US growth: a decent Q1 but no acceleration in sight

Growth of the US economy in Q1 is unlikely to be as weak as feared at the start of the year. The government shutdown was then in full swing, the equity markets had crashed in December 2018, and part of the country was hit by extreme weather conditions in January 2019. The situation improved during the quarter, pointing to growth in real GDP that should be in the region of 2% on a quarterly annualised basis, only just below that in Q4. That said, there is little scope for an acceleration going forward. The US economy is clearly experiencing a slowdown, though it is fortunately gradual.

Following a sudden soft patch at the end of 2018, the US economy began 2019 on a very low base. At one time, it was feared that growth would be virtually zero in Q1. The situation improved during the quarter. The shutdown, which was absurd, ended. The tariff war with China, which is also absurd, seems to be easing off. Industry has been weakened but has not tipped into recession. The equity markets have rallied strongly, cancelling out the negative shock to household wealth seen in Q4 (chart lhs). The Fed shelved its initial plans for further monetary normalisation. Ahead of the initial estimate for Q1 real GDP growth, we can review what we know about the main aggregates. Household consumption fell strongly at the end of 2018 and only partly picked up in Q1. Corrected for inflation, retail sales were down 0.8% annualised in Q1. Even though consumption of services remained solid, growth in personal spending is unlikely to exceed 1% q-o-q annualised, well below the recent trend of close to 2.5% (chart rhs). Residential investment looks set to record its first gain (around +4%) after contracting for four straight quarters (-3.3% cumulatively). Housing demand is reacting as expected to the fall in borrowing rates. The real estate sector can sometimes turn a slowdown into a recession, so it is reassuring to see that it is now stabilising. The situation is more mixed for business investment. Capital goods shipments have slowed, and business confidence, though still high, has fallen from the peaks in 2018. The other components of GDP are more volatile. At first sight, foreign trade made a positive contribution to real GDP growth in Q1, but in view of the disruption to trade caused by the tariff war, extrapolating this trend is risky. All told, growth should come in just below 2%, a decent performance given that the year got off to a rocky start. But there is nothing to suggest there will be a notable acceleration later in 2019.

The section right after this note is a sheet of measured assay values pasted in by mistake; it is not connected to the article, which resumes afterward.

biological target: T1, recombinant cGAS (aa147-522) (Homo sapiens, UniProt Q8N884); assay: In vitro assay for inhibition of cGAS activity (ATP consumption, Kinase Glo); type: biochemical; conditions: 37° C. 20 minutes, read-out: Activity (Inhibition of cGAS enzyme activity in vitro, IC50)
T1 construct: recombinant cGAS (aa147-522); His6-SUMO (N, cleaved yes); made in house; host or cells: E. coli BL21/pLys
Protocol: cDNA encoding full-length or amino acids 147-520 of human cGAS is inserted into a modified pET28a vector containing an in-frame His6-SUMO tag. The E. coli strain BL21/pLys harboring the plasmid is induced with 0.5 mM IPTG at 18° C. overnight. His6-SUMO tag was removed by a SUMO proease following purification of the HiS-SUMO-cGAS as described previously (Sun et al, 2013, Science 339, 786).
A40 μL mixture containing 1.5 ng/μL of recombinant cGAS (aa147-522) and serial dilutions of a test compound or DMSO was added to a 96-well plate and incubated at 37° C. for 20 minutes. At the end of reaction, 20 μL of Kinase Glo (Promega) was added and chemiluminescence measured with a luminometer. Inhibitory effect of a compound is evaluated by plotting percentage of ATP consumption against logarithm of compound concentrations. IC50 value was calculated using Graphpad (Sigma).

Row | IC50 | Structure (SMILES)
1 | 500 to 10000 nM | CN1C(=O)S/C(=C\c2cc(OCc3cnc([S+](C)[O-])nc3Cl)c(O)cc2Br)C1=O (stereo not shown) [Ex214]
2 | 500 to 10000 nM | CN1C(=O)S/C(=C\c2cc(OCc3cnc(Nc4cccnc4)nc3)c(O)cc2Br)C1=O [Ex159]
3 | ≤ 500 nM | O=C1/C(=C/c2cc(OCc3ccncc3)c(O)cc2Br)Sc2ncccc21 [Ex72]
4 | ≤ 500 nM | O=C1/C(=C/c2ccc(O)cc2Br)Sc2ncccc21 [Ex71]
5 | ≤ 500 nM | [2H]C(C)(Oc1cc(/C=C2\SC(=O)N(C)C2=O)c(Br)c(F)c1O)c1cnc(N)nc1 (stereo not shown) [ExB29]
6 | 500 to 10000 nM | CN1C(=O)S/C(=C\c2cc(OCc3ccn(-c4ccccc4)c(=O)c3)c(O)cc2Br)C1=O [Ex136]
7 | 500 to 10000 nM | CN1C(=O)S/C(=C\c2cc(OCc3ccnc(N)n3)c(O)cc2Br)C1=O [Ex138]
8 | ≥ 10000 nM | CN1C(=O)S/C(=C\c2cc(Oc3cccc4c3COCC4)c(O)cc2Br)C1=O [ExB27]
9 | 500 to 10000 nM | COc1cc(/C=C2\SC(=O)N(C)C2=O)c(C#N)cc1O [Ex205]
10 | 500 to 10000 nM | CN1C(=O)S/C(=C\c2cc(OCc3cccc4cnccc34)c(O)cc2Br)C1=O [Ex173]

Artcle provided by ODDO BHF

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